India cannot become atma nirbhar without fixing MSMEs: Ravi Venkatesan6 min read . Updated: 28 Jun 2020, 07:02 PM IST
While employers need flexibility, the employees need a lot of protection, safety nets — health and safety environments, says Ravi Venkatesan, former head of Microsoft India, and former chairman of Bank of Baroda
NEW DELHI : India cannot become atma nirbhar, compete with China or become a $5-trillion economy without addressing the problems faced by small businesses, says Ravi Venkatesan, head of an industrialist-expert alliance, which has submitted a report to the government, suggesting steps to revive micro, small and medium enterprises (MSMEs). In an interview, Venkatesan, former head of Microsoft India and former chairman of Bank of Baroda, also shared his views on land and labour reforms, the need for anchor investors and on improving ease of doing business in order to make MSMEs competitive. He said if issues concerning the sector are solved, it can create 100 million formal jobs.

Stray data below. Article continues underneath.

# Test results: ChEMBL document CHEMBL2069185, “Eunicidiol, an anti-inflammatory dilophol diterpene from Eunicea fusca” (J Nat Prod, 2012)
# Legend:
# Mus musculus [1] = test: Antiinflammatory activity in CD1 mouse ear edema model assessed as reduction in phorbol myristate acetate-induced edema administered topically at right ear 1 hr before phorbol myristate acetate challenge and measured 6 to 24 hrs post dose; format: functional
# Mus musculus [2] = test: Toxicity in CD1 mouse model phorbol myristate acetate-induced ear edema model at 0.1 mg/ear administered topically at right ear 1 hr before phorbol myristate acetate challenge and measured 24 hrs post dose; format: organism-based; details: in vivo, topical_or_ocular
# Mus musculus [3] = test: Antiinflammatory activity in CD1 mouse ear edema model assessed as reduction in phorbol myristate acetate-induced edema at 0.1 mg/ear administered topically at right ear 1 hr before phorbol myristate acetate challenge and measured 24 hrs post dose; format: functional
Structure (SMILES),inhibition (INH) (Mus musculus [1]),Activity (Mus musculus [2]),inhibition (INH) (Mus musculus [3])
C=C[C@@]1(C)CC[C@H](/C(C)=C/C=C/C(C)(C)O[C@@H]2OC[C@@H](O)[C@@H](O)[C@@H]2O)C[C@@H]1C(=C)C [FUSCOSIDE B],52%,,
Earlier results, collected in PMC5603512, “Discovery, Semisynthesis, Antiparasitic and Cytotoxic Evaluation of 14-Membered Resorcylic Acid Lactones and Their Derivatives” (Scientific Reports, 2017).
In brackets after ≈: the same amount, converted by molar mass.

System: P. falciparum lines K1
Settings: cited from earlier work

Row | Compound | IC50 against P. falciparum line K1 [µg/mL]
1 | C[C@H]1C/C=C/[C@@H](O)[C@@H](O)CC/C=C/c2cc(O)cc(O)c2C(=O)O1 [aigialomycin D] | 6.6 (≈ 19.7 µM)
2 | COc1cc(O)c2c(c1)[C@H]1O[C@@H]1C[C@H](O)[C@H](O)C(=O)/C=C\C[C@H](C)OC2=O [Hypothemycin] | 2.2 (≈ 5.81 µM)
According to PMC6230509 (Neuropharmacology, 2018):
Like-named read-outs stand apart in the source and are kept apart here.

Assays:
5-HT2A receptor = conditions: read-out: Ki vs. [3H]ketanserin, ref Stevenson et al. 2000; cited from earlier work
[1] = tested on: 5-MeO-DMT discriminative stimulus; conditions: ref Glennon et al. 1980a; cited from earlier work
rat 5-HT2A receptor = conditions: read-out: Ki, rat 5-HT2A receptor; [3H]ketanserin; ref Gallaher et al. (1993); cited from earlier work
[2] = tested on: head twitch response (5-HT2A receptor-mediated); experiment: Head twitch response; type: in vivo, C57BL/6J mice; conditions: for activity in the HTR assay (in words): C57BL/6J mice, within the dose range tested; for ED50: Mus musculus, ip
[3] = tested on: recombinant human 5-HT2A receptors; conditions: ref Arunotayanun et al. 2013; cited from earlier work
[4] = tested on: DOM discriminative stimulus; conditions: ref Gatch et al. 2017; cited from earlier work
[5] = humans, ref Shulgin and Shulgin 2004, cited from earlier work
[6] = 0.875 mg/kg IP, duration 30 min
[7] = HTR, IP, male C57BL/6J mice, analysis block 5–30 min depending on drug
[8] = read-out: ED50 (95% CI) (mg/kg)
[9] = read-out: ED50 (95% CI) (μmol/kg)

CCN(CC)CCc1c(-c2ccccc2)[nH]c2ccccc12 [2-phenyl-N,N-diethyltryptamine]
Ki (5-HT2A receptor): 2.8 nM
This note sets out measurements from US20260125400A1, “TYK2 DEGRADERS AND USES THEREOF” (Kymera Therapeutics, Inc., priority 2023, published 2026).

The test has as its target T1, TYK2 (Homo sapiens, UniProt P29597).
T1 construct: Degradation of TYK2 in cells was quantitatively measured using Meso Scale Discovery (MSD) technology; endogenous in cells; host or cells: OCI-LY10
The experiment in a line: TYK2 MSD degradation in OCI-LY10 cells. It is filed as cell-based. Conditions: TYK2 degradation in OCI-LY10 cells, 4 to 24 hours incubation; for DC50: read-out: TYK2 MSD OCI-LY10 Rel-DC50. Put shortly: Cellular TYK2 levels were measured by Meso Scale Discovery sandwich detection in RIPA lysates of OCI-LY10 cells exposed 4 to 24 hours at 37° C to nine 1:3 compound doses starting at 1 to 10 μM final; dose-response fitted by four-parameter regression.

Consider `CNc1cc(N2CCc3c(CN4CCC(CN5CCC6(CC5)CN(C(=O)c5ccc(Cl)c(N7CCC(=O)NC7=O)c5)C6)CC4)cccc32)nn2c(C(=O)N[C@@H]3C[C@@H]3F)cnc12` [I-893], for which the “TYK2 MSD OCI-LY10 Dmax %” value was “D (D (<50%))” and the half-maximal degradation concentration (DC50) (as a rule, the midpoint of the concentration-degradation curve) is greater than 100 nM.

You have submitted a report on reviving the MSME sector. What are the key challenges?
There are 60 million MSMEs employing 110 million people. They account for 25% of services gross domestic product (GDP) and one-third of manufacturing GDP. No large company can operate without MSMEs, as they are part of the supply chain and distribution, both upstream and downstream. In a nutshell, the sector is the backbone of the economy. Even before covid-19, this sector had issues—most of these enterprises are informal, dwarfs and not growing strong. So, here’s the data, 95% of all companies in India employ less than five people. 98% employ less than 10. Only 20,000 firms have a paid up capital of ₹10 crore, or more each. We have an extremely low industrial base. If we do not fix this issue there is no chance of becoming atma nirbhar, thereby competing with China, or growing to $5 trillion.